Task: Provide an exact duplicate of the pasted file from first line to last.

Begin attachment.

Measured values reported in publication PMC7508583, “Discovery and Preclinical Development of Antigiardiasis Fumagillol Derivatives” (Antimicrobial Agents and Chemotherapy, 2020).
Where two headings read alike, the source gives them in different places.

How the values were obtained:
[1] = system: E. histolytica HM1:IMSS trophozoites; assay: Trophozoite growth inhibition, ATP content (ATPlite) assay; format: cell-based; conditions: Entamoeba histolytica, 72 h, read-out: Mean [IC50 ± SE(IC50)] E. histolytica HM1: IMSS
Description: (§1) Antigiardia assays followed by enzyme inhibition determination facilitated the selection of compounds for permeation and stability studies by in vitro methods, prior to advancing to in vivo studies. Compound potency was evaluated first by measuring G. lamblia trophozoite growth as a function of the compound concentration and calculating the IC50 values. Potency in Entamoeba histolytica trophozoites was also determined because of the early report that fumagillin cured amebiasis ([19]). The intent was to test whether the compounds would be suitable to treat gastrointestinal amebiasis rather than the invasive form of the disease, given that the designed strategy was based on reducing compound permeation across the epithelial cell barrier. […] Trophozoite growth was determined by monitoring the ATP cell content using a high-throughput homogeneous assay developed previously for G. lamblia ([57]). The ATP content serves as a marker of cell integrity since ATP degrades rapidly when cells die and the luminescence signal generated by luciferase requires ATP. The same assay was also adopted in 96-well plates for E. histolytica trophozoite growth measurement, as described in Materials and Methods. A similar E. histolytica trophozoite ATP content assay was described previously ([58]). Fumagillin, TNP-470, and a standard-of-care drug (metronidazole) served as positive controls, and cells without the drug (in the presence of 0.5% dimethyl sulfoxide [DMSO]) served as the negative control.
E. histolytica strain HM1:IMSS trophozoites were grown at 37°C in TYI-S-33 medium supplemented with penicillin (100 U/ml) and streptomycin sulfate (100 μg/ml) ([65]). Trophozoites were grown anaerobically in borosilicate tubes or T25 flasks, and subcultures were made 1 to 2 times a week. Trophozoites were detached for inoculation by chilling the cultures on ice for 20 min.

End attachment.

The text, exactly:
Measured values reported in publication PMC7508583, “Discovery and Preclinical Development of Antigiardiasis Fumagillol Derivatives” (Antimicrobial Agents and Chemotherapy, 2020).
Where two headings read alike, the source gives them in different places.

How the values were obtained:
[1] = system: E. histolytica HM1:IMSS trophozoites; assay: Trophozoite growth inhibition, ATP content (ATPlite) assay; format: cell-based; conditions: Entamoeba histolytica, 72 h, read-out: Mean [IC50 ± SE(IC50)] E. histolytica HM1: IMSS
Description: (§1) Antigiardia assays followed by enzyme inhibition determination facilitated the selection of compounds for permeation and stability studies by in vitro methods, prior to advancing to in vivo studies. Compound potency was evaluated first by measuring G. lamblia trophozoite growth as a function of the compound concentration and calculating the IC50 values. Potency in Entamoeba histolytica trophozoites was also determined because of the early report that fumagillin cured amebiasis ([19]). The intent was to test whether the compounds would be suitable to treat gastrointestinal amebiasis rather than the invasive form of the disease, given that the designed strategy was based on reducing compound permeation across the epithelial cell barrier. […] Trophozoite growth was determined by monitoring the ATP cell content using a high-throughput homogeneous assay developed previously for G. lamblia ([57]). The ATP content serves as a marker of cell integrity since ATP degrades rapidly when cells die and the luminescence signal generated by luciferase requires ATP. The same assay was also adopted in 96-well plates for E. histolytica trophozoite growth measurement, as described in Materials and Methods. A similar E. histolytica trophozoite ATP content assay was described previously ([58]). Fumagillin, TNP-470, and a standard-of-care drug (metronidazole) served as positive controls, and cells without the drug (in the presence of 0.5% dimethyl sulfoxide [DMSO]) served as the negative control.
E. histolytica strain HM1:IMSS trophozoites were grown at 37°C in TYI-S-33 medium supplemented with penicillin (100 U/ml) and streptomycin sulfate (100 μg/ml) ([65]). Trophozoites were grown anaerobically in borosilicate tubes or T25 flasks, and subcultures were made 1 to 2 times a week. Trophozoites were detached for inoculation by chilling the cultures on ice for 20 min.